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LACE

07/24/07 5:55PM By Ron Krupp

(HOST) Quite a few organizations are working hard to make the connection between consumers and locally-produced foods these days. Recently commentator Ron Krupp visited one of the newest.

(KRUPP) When the Farmers Diner left Barre for Quechee a couple of years ago, it left a wide gap in the downtown that a new non-profit initiative called LACE is beginning to fill. LACE stands for Local Agricultural Community Exchange. The founder, Ariel Zevon, made it her mission to help the Barre community reconnect with local farmers and provide healthy food to the people of Central Vermont.

She put it well when she said, "It seems illogical to rely on mega-industrial food suppliers from thousands of miles away, when there are family farms all around us struggling to make ends meet. By using local resources our community will become more self-reliant; by learning more about the food we eat everyday we will become healthier in mind and body; by channeling our money back into the land that feeds us we will boost the local economy and preserve our rural landscape."

Ariel Zevon is the daughter of the late singer and songwriter Warren Zevon and god-daughter to close family friend Jackson Brown, the popular guitarist and singer. Jackson Brown gave a concert on June 13th at the Barre Opera House to support LACE - raising $60,000. The audience was treated to great music and to produce from Vermont farmers, including potatoes one person in the audience called Vermont Gold.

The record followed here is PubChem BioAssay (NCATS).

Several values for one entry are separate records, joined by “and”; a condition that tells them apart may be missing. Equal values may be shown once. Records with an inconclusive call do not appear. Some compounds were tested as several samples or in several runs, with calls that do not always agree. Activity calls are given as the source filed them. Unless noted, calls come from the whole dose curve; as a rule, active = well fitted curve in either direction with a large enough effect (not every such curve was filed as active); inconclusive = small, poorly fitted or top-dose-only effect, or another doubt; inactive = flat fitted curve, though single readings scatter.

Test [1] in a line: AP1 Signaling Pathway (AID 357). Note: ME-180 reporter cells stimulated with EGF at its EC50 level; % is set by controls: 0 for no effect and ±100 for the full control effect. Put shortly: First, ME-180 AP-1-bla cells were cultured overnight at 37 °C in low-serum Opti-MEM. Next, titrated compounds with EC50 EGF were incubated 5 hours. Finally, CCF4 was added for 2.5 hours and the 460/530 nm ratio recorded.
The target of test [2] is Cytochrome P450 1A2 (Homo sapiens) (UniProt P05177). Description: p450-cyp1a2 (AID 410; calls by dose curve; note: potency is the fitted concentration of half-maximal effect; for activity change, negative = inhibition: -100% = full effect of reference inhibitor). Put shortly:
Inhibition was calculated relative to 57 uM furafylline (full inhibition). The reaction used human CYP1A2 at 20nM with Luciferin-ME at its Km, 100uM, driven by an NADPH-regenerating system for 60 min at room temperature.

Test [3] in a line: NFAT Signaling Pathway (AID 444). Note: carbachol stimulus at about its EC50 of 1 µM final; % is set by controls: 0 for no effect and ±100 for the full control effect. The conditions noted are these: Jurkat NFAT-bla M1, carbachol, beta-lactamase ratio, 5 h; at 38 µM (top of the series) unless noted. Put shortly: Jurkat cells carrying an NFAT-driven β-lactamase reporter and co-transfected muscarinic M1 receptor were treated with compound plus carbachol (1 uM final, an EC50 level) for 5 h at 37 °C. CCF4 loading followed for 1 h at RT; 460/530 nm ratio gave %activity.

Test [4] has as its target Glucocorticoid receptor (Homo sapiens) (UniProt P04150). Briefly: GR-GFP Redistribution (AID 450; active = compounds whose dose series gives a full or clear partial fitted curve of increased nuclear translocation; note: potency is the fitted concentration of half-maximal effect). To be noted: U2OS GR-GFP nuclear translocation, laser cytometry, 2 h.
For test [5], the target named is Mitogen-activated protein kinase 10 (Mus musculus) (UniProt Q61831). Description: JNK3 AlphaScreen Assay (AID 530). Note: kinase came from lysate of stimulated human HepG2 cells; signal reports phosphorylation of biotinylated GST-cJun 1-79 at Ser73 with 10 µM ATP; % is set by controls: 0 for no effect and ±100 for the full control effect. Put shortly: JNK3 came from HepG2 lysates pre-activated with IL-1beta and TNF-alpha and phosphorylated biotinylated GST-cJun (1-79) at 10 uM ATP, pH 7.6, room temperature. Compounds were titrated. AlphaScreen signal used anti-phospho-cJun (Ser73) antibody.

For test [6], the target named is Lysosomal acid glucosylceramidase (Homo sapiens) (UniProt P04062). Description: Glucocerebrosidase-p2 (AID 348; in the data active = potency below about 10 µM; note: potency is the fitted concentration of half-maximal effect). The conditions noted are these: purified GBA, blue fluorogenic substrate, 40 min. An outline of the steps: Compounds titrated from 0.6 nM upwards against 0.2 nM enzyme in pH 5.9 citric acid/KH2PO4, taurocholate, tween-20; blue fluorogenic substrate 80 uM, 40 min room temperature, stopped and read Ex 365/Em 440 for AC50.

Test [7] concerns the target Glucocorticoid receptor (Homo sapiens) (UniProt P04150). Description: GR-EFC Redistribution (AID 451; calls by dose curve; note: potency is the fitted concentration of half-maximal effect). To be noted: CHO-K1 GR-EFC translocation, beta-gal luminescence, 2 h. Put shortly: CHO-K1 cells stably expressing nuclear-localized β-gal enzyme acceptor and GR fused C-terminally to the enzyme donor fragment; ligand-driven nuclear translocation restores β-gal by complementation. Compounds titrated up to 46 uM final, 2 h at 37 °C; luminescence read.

The bread and butter of LACE is a store which sells Vermont-made and -produced natural foods and supplies. Photos and descriptions of farmers are posted throughout the market, and once a month the community has the opportunity to meet a farmer. An adjacent restaurant serves healthy locally grown foods.

LACE has a farm-to-community kitchen where residents can process local food, develop value-added products, and attend a variety of food, cultural and agricultural classes for adults and children.

I found it refreshing to walk into the former Homer-Fitts department store and experience all the activities of LACE. The space is large and can accommodate additional growth - even perhaps a small food shelf.

Ariel Zevon told me that LACE has been well received by the Barre Community. One new initiative has been to provide left-over food to the needy after lunch and at the end of the day. Zevon also mentioned that local librarian Heather Herzig comes to LACE and reads stories related to food to children who then go into the kitchen and prepare the food. It's called Cook-A-Book Story Time. Now that's what I call community.

Ron Krupp is a gardener and author who lives near Lake Champlain on Shelburne Bay.
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